"So long as the system, just described, remained in full force, no attempt could be made to improve or ameliorate the situation of these poor people. To better their condition, however; to raise them from such a state of continual popularity and occasional want; to supply them with the means, and to create in them the habits of industry, was, and is the bounden duty of the owners of every such property. And it was not less their duty to do so, because the same arrangement, which was calculated to produce this salutary effect, was at the same time the best suited to increase the value of their property, and to add to the general wealth of the community...None felt the full extent of this obligation more than the proprietors of the estate of SUTHERLAND."

[The patronising tone of Loch's Account, in conjunction with his attitude of near-reverence towards his aristocratic employers, makes for uncomfortable reading in the twenty-first century. It is as if the factor is saying to the thousands of clans-people he was responsible for 'removing': "We are doing all this for your own good". Loch is attempting to convince his audience, which includes his wealthy superiors, that it was worth the social upheaval and political hatred that the Sutherland Clearances had aroused. His ideological sleight of hand is the claim that those most harmed are in fact the most benefited. He resorts to the Moral Argument  with undiluted enthusiasm, one suspects, because any alleged Improvements of this nature defy empirical measurement. The people of Clan Sutherland are now better off, it seems, because their well-meaning (and true-believing) factor says so.]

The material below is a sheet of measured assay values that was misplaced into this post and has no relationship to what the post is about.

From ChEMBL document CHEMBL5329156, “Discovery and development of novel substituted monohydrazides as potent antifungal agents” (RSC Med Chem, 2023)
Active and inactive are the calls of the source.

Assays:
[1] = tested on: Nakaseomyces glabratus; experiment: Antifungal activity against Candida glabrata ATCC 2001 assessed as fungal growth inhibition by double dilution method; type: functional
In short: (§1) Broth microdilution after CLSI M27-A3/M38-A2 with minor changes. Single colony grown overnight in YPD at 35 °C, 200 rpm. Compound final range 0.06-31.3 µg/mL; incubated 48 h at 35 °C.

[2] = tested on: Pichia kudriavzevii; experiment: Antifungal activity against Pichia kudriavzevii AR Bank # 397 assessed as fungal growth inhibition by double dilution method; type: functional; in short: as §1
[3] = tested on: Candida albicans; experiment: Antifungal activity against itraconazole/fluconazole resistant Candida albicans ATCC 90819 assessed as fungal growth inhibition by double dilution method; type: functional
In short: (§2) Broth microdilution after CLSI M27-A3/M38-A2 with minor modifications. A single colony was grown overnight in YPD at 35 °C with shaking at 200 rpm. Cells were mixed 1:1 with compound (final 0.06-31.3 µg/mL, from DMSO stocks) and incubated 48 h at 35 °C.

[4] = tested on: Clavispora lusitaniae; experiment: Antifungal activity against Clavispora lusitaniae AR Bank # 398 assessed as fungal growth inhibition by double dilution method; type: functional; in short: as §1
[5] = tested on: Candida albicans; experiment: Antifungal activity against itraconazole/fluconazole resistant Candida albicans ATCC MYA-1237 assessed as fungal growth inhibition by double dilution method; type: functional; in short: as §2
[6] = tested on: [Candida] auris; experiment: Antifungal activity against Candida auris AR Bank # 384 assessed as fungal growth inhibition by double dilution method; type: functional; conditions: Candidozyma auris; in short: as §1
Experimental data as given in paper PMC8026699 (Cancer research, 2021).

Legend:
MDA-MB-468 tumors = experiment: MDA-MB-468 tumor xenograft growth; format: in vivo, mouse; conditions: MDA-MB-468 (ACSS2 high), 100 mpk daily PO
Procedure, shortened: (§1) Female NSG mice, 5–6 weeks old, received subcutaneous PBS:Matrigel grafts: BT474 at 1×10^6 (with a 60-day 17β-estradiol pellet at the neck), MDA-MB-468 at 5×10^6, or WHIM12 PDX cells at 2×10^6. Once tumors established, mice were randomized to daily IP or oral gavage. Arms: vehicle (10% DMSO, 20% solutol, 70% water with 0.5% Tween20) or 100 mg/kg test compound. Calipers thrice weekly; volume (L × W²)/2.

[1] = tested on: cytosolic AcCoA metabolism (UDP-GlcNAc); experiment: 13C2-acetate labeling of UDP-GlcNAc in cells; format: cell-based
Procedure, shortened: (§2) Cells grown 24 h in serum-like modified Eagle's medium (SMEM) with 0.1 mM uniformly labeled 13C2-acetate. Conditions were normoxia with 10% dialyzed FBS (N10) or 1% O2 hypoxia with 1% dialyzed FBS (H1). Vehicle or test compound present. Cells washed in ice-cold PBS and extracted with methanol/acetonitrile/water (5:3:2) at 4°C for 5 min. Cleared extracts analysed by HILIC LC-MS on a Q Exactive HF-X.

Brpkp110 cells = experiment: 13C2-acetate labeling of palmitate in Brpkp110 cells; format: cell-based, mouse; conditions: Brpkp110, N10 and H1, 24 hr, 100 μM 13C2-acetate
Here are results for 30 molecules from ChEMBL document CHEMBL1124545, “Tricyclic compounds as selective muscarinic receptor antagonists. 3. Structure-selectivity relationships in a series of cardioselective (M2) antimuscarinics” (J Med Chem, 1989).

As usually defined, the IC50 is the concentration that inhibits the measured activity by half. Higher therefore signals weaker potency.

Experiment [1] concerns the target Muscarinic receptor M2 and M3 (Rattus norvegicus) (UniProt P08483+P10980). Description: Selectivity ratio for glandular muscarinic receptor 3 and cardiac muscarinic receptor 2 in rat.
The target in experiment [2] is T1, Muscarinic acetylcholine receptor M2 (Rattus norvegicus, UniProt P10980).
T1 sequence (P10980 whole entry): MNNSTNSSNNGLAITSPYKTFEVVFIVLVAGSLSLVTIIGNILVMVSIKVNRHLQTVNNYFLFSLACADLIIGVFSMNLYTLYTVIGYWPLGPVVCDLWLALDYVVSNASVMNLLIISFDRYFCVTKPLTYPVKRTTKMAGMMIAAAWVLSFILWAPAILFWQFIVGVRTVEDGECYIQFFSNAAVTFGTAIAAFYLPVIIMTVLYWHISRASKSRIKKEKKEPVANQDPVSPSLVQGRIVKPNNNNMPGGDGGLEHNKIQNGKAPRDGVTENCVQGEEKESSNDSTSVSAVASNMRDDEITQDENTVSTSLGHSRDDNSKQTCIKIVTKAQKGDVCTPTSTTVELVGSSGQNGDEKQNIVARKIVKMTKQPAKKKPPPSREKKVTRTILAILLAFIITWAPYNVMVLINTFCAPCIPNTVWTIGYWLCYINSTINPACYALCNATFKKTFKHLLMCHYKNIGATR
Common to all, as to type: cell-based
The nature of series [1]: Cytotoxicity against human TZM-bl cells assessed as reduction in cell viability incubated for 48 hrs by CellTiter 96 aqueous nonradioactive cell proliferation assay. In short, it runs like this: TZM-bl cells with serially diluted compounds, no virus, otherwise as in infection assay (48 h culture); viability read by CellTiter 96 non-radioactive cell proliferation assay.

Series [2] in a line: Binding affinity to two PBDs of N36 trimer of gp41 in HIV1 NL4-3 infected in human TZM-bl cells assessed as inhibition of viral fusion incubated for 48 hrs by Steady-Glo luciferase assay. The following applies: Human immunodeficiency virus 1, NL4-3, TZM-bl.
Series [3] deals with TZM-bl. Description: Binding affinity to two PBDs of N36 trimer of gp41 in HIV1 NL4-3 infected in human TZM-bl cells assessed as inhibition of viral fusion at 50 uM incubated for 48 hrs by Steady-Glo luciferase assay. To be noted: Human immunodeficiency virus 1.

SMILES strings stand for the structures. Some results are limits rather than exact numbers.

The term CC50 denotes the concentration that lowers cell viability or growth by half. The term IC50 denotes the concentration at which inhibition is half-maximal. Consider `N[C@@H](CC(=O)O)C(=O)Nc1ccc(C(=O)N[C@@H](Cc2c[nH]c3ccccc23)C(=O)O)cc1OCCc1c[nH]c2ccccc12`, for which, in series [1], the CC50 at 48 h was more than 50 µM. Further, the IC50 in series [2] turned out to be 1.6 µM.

The Grand Vision

"It is well known that  the borders of the two kingdoms were inhabited by a numerous population, who, in their pursuits, manners, and general structure of society, bore a considerable resemblance to that which existed in the Highlands of Scotland. When the union of the crowns [Treaty of Union in 1707], and those subsequent transactions which arose out of that event, rendered the maintenance of that irregular population not only unnecessary, but a burden to the proprietor to whom the land belonged, the people were removed, and the mountains were covered with sheep. So that it had been for a length of time proved by the experience of the stock farmers of those mountain tracts, which comprise the northern districts of England, and the southern parts of Scotland, that such situations were peculiarly suited for the maintenance of this species of stock. Taking this example as their guide, experience had still further proved, that the central and western Highlands of Scotland were equally well calculated for the same end."